Nasal Surgery: Septoplasty
You’re scheduled to have nasal surgery. The type of nasal surgery you’re having is called septoplasty. Read on to learn more about what to expect during this surgery. During surgery, the surgeon may remove cartilage and bone to reshape the deviated septum. After surgery, there is more breathing space. Enough cartilage and bone remain to give the nose support.
What to expect during septoplasty
This surgery repairs a blockage inside the nose caused by a deviated septum. With a deviated septum, there is a problem with the wall that divides the nose into two chambers. A deviated septum may block air coming through one or both nostrils. This makes it harder for you to breathe through your nose. During septoplasty, the surgeon makes incisions inside the nose. Then the surgeon trims, reshapes, moves, or removes cartilage and sometimes bone from the septum.
As with any surgery, nasal surgery has some risks. These include a slight risk of bleeding and infection. Your healthcare provider will discuss any other risks and complications with you.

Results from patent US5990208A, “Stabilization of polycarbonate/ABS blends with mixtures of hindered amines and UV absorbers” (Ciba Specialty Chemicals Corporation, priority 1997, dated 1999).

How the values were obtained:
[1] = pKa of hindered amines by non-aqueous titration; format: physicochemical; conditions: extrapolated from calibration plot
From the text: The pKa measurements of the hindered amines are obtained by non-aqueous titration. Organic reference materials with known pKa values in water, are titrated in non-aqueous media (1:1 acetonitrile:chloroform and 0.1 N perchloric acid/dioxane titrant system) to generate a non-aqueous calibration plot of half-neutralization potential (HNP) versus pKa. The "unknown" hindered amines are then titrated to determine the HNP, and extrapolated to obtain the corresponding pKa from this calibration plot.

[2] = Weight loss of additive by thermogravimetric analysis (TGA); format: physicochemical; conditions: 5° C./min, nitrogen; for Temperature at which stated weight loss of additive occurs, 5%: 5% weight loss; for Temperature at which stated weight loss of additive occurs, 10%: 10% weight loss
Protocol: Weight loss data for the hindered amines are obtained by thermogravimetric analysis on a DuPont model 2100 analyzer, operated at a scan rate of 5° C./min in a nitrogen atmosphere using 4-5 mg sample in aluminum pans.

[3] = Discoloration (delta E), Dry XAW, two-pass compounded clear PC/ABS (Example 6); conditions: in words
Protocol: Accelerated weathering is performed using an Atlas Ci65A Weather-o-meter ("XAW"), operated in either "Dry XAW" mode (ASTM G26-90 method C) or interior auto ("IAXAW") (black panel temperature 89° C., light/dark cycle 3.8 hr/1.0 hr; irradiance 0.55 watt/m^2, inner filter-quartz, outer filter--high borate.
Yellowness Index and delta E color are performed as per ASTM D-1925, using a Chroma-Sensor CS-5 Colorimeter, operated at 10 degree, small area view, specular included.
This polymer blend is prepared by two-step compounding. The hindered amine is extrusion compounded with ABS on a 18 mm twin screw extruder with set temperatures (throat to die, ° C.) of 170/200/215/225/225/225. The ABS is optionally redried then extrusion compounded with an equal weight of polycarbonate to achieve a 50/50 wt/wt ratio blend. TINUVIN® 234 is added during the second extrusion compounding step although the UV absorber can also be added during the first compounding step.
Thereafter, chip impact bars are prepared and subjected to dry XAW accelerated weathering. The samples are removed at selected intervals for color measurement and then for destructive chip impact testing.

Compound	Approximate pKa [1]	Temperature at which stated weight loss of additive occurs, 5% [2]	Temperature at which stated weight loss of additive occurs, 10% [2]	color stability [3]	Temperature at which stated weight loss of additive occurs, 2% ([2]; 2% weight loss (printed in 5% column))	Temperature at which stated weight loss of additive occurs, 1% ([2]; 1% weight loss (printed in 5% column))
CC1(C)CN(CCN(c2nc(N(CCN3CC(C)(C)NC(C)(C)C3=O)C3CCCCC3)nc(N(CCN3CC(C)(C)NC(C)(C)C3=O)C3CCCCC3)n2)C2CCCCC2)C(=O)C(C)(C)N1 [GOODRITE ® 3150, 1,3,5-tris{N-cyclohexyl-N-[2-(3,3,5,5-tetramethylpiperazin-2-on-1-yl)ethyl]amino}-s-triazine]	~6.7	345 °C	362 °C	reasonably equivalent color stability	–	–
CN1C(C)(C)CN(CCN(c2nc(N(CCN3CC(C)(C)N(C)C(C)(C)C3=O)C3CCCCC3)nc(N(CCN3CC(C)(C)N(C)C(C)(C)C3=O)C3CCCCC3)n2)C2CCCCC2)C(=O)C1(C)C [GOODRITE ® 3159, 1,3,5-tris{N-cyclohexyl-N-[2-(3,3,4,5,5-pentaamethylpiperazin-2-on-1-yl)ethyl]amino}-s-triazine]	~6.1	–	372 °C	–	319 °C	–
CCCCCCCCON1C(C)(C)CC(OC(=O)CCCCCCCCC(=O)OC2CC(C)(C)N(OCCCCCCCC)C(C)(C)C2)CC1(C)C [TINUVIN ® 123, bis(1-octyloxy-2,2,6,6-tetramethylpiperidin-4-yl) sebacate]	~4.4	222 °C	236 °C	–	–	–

After septoplasty, you’ll be taken to a recovery area or to your hospital room. Your experience may be as follows:
You may have packing material inside your nose. This reduces bleeding and helps with healing. You may also have bandages (dressings) on the outside of your nose.
It’s normal to have some mucus and blood drain from your nose. Until packing is removed, you may have to breathe through your mouth.
You may have some swelling or bruising around the eyelids if a rhinoplasty was also done.
Expect some throat dryness and irritation.
Pain medicine will be prescribed as needed. Talk with your healthcare provider about medicine you should not take after your procedure.
You’ll need to follow up with your healthcare provider within a week after your surgery. Here is what to expect:
Any packing, splint, or dressings will likely be removed. You may feel mild pain and bleed a little when this is done.
After the splint or packing is removed, you’ll most likely breathe better than you did before surgery.
You may have minor numbness, pain, swelling, and a little stiffness under the tip of the nose.
In a few days, the inside of your nose may swell and briefly block your breathing. Or a scab or crust may block breathing for a short time. Leave the scab alone. Your provider can remove it. Using saline (irrigation or aerosol) regularly after surgery helps to reduce the amount of crusting at each visit.
Contact your provider if you have any questions or concerns.